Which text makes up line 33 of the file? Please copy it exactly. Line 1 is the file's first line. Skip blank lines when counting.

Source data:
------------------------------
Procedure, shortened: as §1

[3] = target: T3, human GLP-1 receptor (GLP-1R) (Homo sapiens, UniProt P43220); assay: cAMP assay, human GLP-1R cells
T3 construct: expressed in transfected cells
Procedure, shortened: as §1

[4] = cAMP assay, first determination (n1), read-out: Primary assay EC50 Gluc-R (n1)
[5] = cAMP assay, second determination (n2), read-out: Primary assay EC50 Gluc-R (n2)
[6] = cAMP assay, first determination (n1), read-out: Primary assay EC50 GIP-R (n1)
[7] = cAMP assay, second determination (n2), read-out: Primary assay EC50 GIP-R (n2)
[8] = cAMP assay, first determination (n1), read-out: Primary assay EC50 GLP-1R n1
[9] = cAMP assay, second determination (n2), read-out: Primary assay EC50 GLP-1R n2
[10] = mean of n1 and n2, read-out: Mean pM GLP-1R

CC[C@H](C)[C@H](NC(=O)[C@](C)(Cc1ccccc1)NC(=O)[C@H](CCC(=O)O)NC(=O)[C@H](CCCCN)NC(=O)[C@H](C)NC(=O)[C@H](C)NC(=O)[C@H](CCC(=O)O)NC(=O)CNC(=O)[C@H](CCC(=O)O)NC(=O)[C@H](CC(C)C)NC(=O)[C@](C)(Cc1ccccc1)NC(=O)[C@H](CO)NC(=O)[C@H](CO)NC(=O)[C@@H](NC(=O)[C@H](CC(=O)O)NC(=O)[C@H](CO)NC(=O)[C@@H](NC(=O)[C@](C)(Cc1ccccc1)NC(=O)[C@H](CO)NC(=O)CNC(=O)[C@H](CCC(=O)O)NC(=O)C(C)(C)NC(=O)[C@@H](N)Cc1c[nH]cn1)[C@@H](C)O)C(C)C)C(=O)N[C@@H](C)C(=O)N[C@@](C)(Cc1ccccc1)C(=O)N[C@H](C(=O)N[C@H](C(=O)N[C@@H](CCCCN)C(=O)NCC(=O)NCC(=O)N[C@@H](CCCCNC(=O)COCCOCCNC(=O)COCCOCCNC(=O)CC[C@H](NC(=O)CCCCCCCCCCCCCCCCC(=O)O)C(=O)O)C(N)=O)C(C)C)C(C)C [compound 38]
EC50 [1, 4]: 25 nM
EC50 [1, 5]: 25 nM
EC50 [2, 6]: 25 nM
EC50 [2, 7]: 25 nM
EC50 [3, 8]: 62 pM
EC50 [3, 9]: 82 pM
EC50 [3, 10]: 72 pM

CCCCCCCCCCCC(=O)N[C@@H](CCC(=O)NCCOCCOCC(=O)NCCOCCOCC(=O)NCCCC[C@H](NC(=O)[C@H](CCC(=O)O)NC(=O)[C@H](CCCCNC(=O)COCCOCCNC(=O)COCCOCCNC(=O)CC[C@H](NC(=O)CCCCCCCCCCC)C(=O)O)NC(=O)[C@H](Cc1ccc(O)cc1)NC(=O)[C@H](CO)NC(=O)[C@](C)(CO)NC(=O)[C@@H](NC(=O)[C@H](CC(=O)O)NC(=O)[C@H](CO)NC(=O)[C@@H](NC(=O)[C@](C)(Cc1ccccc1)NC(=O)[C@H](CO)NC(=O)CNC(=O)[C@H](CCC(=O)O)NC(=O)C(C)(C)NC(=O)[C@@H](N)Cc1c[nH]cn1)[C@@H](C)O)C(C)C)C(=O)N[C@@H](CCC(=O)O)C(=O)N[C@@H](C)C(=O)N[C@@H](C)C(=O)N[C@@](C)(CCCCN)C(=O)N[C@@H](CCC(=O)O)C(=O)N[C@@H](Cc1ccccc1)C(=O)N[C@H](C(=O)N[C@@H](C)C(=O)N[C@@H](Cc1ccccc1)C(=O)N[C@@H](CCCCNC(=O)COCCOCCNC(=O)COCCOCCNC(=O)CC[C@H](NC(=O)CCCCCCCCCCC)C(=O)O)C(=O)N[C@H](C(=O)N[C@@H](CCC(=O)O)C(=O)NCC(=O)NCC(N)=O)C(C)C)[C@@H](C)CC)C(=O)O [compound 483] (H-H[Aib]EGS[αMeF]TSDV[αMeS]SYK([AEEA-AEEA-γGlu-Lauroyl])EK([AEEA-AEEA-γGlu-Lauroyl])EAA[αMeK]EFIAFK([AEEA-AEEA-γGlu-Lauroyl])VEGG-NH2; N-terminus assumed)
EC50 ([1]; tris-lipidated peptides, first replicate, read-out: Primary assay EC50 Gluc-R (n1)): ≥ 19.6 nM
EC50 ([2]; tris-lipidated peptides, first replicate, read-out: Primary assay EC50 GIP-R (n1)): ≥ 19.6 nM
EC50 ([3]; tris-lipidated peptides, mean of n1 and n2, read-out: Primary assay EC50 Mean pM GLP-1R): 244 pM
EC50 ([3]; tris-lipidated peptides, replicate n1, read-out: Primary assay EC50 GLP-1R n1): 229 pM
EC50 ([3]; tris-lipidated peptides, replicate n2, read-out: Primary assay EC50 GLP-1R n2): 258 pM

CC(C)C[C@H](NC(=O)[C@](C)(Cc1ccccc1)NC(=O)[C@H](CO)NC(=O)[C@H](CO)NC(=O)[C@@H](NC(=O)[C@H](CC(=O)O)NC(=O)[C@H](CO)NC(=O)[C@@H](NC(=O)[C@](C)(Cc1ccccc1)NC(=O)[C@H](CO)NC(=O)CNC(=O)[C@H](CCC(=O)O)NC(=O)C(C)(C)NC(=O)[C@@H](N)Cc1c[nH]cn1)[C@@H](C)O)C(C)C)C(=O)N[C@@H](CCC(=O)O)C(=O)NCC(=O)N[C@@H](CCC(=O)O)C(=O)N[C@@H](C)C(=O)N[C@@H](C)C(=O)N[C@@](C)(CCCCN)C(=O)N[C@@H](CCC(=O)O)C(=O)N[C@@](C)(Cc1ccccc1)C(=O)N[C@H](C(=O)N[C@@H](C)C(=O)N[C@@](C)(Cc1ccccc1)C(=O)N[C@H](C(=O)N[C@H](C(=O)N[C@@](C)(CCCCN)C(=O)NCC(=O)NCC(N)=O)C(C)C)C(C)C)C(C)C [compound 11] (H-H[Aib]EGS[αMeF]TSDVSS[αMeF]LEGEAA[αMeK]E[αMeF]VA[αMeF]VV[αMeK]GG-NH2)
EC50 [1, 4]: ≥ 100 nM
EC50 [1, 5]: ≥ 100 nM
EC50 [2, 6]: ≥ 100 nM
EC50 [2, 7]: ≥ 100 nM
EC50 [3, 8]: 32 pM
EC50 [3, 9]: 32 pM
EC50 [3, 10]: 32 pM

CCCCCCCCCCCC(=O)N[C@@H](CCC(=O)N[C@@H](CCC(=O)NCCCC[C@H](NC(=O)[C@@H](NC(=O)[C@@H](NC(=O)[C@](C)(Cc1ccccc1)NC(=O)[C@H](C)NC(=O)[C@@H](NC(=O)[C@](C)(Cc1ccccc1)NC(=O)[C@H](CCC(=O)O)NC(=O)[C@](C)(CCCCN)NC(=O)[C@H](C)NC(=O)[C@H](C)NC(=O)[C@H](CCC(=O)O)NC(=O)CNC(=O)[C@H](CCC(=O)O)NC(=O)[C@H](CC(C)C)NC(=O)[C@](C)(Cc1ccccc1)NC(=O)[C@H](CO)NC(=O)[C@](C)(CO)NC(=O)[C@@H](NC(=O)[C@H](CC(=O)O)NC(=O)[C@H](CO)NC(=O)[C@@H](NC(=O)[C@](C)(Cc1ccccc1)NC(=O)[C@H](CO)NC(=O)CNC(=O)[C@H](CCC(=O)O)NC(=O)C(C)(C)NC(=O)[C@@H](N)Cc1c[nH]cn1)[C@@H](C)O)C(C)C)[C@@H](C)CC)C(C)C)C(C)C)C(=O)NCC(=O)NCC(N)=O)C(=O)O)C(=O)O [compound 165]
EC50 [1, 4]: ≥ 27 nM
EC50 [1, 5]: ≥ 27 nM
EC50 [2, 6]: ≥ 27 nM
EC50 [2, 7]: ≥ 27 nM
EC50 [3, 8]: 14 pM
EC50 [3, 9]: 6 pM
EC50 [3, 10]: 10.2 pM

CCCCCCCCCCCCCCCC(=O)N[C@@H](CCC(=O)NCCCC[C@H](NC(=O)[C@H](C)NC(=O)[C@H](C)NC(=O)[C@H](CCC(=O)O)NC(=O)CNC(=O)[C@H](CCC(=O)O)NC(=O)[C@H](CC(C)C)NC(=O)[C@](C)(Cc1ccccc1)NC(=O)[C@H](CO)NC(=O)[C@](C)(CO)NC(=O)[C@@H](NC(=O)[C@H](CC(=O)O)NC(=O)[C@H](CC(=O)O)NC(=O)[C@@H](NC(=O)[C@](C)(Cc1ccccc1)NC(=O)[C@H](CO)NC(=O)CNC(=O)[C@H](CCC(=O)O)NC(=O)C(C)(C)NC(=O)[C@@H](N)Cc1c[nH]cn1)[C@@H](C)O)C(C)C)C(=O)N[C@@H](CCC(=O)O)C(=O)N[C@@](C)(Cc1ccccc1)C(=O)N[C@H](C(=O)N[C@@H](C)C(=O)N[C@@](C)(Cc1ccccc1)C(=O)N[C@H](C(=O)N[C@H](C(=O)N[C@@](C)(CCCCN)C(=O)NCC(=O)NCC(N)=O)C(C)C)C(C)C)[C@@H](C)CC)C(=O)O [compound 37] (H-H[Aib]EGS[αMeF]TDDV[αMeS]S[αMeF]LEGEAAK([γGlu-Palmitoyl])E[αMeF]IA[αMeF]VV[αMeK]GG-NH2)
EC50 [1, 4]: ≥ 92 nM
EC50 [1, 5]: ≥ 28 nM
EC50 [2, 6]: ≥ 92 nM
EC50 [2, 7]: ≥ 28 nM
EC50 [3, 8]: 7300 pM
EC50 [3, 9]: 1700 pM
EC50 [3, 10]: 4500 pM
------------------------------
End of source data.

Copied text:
EC50 [3, 10]: 32 pM